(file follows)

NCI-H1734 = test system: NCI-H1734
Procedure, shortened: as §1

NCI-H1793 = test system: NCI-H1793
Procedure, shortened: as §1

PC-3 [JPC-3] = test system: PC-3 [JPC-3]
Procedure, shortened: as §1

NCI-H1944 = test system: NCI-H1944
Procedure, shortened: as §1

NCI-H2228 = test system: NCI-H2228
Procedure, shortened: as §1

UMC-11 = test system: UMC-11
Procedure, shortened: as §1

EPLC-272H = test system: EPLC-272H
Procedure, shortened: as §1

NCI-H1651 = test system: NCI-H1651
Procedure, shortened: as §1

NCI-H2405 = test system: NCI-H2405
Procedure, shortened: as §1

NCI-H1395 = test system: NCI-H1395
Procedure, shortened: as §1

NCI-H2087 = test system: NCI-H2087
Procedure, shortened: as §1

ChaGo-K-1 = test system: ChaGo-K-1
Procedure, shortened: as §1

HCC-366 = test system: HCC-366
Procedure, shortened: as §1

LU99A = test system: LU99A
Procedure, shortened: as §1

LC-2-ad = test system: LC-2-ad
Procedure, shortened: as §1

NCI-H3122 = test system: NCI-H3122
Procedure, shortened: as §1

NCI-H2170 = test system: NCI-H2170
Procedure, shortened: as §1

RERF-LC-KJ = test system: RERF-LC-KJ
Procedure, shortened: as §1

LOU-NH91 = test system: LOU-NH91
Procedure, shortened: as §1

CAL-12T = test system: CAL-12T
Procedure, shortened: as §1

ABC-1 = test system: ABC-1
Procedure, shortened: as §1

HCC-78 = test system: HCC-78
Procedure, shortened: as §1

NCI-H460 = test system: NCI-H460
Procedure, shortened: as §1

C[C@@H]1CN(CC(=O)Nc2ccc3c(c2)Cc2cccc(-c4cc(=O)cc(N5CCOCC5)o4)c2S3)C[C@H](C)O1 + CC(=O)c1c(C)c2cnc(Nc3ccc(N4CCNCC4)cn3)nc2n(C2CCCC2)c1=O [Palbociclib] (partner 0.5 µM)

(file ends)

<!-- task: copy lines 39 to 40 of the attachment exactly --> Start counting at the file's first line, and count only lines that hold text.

CAL-12T = test system: CAL-12T
Procedure, shortened: as §1